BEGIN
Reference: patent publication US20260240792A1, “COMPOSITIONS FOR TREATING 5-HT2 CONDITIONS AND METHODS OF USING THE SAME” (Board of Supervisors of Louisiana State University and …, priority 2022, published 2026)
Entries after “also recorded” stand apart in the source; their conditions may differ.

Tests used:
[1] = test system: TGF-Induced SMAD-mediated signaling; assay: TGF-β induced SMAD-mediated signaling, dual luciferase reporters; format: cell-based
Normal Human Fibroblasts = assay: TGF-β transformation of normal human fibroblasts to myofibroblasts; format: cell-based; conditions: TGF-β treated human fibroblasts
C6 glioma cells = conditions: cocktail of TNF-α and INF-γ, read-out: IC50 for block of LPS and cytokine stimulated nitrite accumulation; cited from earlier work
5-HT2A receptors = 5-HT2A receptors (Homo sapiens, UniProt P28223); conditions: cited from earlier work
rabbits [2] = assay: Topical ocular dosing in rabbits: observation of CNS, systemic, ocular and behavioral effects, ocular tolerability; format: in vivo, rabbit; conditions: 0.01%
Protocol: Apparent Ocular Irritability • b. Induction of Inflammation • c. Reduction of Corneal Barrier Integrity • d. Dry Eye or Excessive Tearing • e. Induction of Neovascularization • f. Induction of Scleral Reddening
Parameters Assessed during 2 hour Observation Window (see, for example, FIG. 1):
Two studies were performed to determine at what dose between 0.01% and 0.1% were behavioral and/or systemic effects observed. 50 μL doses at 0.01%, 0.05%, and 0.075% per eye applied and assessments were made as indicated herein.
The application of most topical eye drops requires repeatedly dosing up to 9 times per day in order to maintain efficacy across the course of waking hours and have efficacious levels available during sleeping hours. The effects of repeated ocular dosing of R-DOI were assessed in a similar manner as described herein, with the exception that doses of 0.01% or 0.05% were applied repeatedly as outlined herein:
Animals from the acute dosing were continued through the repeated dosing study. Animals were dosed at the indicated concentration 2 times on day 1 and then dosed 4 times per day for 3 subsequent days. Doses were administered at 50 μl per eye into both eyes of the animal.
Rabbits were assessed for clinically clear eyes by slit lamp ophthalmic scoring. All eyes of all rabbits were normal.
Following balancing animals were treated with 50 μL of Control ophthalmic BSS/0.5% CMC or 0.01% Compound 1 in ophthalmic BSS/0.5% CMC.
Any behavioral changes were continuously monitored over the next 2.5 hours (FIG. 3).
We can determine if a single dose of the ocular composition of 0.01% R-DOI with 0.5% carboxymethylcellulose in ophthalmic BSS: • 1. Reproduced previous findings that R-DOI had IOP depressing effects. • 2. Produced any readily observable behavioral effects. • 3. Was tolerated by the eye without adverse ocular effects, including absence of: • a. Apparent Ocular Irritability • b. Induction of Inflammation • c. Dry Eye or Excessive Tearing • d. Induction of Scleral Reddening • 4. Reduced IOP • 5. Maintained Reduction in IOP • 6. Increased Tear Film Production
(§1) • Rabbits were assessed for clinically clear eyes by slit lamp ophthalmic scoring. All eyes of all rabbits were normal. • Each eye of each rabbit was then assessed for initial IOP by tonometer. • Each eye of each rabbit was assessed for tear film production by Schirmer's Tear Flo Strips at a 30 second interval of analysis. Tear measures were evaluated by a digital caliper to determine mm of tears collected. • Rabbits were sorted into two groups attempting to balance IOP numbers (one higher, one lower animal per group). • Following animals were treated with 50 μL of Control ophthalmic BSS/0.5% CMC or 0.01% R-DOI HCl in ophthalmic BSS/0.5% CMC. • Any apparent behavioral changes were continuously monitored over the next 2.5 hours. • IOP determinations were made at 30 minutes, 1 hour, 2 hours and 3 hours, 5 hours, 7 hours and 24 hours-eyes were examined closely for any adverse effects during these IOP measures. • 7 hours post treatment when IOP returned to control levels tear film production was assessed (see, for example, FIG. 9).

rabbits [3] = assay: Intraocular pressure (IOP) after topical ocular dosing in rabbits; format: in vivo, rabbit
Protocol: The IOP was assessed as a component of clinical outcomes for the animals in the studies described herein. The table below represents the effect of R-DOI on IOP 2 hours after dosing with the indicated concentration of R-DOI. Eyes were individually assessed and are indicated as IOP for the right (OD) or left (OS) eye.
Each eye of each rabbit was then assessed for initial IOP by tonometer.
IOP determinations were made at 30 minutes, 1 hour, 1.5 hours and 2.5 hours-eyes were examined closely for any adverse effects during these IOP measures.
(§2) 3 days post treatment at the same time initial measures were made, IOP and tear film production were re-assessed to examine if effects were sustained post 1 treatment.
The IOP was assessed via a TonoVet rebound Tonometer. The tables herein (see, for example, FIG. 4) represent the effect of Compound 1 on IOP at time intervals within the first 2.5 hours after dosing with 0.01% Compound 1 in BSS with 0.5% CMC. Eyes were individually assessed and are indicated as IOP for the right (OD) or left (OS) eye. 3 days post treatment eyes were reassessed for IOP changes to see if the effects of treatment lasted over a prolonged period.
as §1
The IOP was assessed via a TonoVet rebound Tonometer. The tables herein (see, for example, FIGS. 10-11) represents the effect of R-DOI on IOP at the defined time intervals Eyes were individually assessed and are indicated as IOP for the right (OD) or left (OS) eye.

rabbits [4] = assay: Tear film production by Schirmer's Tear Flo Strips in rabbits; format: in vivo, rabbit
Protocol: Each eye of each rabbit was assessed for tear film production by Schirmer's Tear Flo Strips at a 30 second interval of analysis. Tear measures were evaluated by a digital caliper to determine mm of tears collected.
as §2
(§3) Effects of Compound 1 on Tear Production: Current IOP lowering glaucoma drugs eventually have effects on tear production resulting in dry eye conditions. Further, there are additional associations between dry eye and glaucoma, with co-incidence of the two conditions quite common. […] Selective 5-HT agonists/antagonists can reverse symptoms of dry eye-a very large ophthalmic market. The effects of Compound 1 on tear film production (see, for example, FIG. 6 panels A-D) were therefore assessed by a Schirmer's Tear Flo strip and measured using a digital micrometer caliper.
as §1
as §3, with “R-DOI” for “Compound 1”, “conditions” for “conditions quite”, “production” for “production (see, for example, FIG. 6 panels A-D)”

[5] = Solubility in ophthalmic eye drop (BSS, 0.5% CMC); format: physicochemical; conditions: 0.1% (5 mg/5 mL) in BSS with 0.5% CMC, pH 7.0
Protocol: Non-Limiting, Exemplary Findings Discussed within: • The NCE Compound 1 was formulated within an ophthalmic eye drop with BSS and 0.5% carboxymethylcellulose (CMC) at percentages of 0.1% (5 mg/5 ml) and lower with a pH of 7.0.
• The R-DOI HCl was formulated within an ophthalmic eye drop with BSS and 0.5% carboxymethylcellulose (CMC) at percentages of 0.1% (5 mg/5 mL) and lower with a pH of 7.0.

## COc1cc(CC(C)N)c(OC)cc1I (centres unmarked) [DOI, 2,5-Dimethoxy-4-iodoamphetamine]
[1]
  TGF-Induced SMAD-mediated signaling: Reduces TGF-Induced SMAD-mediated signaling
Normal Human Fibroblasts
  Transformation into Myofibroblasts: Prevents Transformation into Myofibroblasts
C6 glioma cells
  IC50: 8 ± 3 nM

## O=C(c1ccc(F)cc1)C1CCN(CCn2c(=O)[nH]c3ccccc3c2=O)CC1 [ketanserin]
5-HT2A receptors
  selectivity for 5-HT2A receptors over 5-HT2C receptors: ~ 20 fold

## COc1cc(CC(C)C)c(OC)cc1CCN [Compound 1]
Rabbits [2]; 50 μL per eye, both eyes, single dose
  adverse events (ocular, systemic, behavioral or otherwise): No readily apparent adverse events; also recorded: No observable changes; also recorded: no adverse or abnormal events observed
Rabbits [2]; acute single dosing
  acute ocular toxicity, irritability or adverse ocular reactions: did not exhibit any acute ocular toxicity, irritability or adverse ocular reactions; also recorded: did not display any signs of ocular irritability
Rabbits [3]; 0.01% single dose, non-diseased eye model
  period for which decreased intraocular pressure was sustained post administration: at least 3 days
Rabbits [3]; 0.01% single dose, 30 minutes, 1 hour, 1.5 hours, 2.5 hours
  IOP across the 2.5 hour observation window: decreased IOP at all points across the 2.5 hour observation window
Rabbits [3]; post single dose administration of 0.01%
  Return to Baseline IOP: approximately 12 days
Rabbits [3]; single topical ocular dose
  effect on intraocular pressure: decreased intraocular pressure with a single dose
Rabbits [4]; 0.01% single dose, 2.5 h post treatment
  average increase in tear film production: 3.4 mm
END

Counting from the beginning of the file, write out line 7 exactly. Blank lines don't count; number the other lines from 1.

5-HT2A receptors = 5-HT2A receptors (Homo sapiens, UniProt P28223); conditions: cited from earlier work